1. Women worry about wrinkles.
Even my oldest customers, those in their 80s and 90s, are looking for the miracle cream, ointment, or serum that will smooth away their wrinkles, erase the fine lines, blur their pores and brighten their tired eyes. Some worry about it more than others like the few gals I know who would stand on their heads while applying their night cream if I promised them they'd look 20 years younger in the morning. It's funny, but really, it's sad. And it gets me to the next thing I've learned.
2. Women need to be told they're beautiful.
Want to watch a woman lose 10-pounds and shed 10-years in mere seconds? Tell her she's beautiful. Compliment her lipstick color. Point out how that shade of blue really makes her skin glow. Notice that she's changed her hair and tell her how nice that new, lighter shade looks on her. She'll instantly perk up like a flower getting rain after a dry spell. And yes, this applies to my 20-something customers and my 90-year-old customers. All of them crave compliments and none of us give them enough, nor receive them enough.
3. Everyone is lonely.
When a visit from your Avon lady or your Schwan man is the highlight of your day, you must realize you're lonely. My customers, and their husbands, average 70-years-old. That's not old, folks. But, so many of them are forgotten by their families. Some of them have friends and activities to keep them busy, but I see them in the quiet desolation of their homes and the loneliness hangs in the air. I've often wished I could call up their kids and say, "hey, call your mom." Or send a text message to their grandkids saying, "stop in and see your grandma." I heard about a commercial in Europe where an old man fakes his death so his family will all come home for the holidays. They've been too busy in previous years to see him and each other and I guess he's desperate. A lot of people are mad about this, saying it's manipulation and cruel. Well, after twelve years of visiting lonely, aging folks, here's what I think: it's the truth. We're all so busy with our kids and our lives that we've forgotten about the generations before us.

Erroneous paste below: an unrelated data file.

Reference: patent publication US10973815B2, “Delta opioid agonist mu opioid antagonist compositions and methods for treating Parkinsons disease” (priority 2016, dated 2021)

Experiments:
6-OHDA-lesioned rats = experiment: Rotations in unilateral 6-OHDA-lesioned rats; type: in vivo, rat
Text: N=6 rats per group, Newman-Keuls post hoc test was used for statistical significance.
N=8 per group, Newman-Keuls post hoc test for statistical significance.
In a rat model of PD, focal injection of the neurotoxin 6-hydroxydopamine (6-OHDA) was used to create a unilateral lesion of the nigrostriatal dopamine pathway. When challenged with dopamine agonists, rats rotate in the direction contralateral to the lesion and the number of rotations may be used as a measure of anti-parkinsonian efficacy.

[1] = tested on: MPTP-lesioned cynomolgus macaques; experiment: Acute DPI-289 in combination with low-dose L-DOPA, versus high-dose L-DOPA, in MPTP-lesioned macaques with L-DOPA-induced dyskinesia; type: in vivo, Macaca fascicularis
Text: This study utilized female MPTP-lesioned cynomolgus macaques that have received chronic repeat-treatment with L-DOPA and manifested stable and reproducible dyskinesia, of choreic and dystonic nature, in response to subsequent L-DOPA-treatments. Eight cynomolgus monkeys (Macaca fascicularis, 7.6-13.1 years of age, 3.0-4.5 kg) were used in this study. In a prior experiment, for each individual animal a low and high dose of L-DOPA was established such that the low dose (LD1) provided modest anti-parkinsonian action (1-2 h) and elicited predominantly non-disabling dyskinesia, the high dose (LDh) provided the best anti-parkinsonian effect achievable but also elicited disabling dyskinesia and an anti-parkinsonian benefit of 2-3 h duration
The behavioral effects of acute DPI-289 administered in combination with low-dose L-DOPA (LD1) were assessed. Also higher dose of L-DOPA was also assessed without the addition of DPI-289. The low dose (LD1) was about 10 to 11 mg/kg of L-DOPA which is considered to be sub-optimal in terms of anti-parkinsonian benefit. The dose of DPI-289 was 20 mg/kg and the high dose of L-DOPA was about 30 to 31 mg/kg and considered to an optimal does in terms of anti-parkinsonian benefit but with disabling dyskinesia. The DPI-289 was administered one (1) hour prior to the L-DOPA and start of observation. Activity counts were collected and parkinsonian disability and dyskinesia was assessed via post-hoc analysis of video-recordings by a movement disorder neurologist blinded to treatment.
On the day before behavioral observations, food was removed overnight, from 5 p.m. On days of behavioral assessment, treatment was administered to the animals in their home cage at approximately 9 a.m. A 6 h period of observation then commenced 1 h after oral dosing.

4. There is such a thing as a clean house.
The only customers I have whose homes aren't model-home perfect are the customers who still have kids at home. By the way, they may have kids at home, but they're still lonely. Anyhow, this little nugget is the one that brings me a lot of hope but tucked inside it is sadness. Why sadness? Because every one of those customers with the neat-as-a-pin home will tell you that they miss the mess of kids. I'm still not sure I completely believe that, but when they tell me this, I see the sincere sadness in their eyes, so it must be true. But man, I'm willing to give this one a go. I'd love to not step on Legos or trip over Barbies just for one day.
5. We all have burdens too heavy to carry alone.
Some days I'd come home from deliveries so worn out, so emotionally drained that I'd lay down on the floor and breathe deeply. Dying loved ones, debilitating illnesses, money stolen by crooked accountants, divorces, estranged children, lost jobs, and mental breakdowns. That's just one year of customer experiences. I could tell you stories about in-laws and bosses that would blow your mind. It's always amazed me how many deeply personal things people share with their Avon lady. Who needs the hair salon? I'll come to you and listen to your burdens all for the price of lipstick. Sure, it's funny when I say it that way, but it didn't take me long to realize my services were cheaper than seeing a counselor. In these cases, a listening ear and a warm hug go a long way. And just to be clear, there were plenty of times when a customer relieved my burden. Once, I was on my way to see a customer when I received an email from a high school buddy that his mom had just passed away. Marge had been a special person in my life and I was pretty sad. That customer saw my tears and took me in her arms and held me while I cried.
Oh I could tell you some hilarious stories, too. Like the time I went to the wrong house and rang the doorbell before I realized it. Or the time a customer hid on her porch and yelled "boo!" as I knocked on the front door. She's 82. Yes, I've laughed and I've cried my way through the last 12 years as an Avon lady.
I used to always say, "it's just lipstick" and remark at how nothing I do or sell actually saves a life. If the world ran out of lipstick tomorrow, it would still keep turning. Granted, it wouldn't be pretty, but it would be turning. Being an Avon lady is really a trifle in the grand scheme of life. But look at all I've learned. Look at all the people who have touched my life and the ones whose lives I hope I've touched, too. So, ya, 12 years is a long time but I guess that's how long it took to learn these things. Maybe you'll catch on quicker than I have.